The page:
I’m glad I’ve taken risks to explore and clarify my values. Even when I’ve made mistakes, it’s hard to regret them in hindsight because I still learned a lot from my worst choices; they still helped to clarify my core values over time.

When you allow yourself to be evil, you gain the ability to float more freely between different lenses. Doors that are labeled evil exit transform into doors that are merely labeled exit. You’re pre-approved to walk through them without having to worry about judgment or resistance. This gives you the freedom to make more open-minded and conscious choices about which alternative paths to explore.

If you’re feeling stuck, trapped, or stagnant in your current situation, but all the exit doors from that place are labeled evil, then give yourself permission to be evil, and take one of those exits. Become the sinner… the quitter… the betrayer… the abandoner… the loser… the deadbeat… the failure. Wear those labels proudly. They’re all synonyms for explorer.

Steve Pavlina

 

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Consejos para mejorar nuestra vida espiritual con Julio Bevione.

17 Sep

Principios y finales

Me encantan los finales. Cada vez que lo digo en voz alta, algunos piensan que bromeo y otros, que lo que me gusta es el drama de esos momentos. En realidad, me gustan los finales porque estoy convencido que cada final, está continuado por un nuevo principio. Y que todos los cambios son favorables. Todos.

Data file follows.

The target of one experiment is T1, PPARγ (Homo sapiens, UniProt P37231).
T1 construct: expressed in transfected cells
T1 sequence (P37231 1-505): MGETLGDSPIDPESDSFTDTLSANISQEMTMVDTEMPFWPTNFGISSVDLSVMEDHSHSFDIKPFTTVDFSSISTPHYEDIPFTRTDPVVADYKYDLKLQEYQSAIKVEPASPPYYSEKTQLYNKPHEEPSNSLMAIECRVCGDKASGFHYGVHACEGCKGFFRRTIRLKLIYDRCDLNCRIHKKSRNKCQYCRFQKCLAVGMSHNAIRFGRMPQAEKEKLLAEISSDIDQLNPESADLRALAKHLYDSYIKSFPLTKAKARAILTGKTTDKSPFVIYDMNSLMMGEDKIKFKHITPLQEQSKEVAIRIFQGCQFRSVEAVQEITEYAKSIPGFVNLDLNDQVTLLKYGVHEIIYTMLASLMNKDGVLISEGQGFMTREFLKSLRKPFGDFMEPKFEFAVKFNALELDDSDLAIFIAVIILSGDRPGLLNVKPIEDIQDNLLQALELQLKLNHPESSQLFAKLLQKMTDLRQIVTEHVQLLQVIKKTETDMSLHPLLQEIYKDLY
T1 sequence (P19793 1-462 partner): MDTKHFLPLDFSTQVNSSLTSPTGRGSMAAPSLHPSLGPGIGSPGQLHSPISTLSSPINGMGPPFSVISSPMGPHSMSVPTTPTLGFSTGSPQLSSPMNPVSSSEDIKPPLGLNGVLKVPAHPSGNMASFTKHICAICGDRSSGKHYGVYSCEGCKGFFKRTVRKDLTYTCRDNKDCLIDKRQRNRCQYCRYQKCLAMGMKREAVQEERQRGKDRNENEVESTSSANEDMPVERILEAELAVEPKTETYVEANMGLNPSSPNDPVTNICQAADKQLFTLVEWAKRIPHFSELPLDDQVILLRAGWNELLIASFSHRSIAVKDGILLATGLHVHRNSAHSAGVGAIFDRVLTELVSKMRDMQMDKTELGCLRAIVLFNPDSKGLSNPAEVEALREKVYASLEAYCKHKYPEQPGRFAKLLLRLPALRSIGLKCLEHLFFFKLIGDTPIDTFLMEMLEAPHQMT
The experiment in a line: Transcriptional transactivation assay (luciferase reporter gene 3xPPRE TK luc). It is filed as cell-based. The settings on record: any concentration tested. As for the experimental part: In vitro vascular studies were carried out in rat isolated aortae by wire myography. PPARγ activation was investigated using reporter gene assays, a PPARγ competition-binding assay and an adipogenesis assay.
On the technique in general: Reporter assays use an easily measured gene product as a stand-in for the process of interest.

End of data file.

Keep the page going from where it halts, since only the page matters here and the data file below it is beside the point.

El miedo que trae un final, se mantiene porque especulamos que nada de lo que sigue será mejor. Quizás nublados por la culpa de lo no hecho, la frustración de lo que no fue, o simplemente como nos sentimos cómodos con lo que nos está sucediendo, nos negamos a ver más allá para descubrir que lo que sigue también está repleto de oportunidades.

En mi vida he conocido todo tipo de finales. Los geográficos con sus mudanzas, los generacionales con las edades, los financieros, los sentimentales, de relaciones laborales, los internos y hasta de creencias. Y todo final amenazó con ser negativo. Pero ante cada amenaza, me detuve. Y en esa quietud, pude reconocer cómo detrás de cada partecita vieja que caía, algo nuevo aparecía. Nuevo y mejor.

De lo que se va, nos queda la experiencia. Nada ocurre sin un propósito. Pero cuando ya tenemos la experiencia en la mano, la vida se lleva el resto. Quizás por eso, a veces, seguimos circulando por situaciones parecidas. Porque si no tomamos la experiencia, la vida sigue repitiéndola hasta que la logremos ver y asimilar. Y pareciera que cambiáramos, pero solo hay finales y nada nuevo comienza, solo repetimos. A veces con otras caras, en otros lugares, pero repetimos.

Cuando el próximo final se acerque, estemos atentos a lo que sucede con nosotros. Observémonos. Pongamos atención en apoyar ese final aceptando lo que ya no es, lo que se va. Pero no demoremos en abrir la mirada amplia hacia adelante. Porque siempre, siempre hay más.

Tips para llevar una vida más espiritual por Julio Bevione

 

El camino espiritual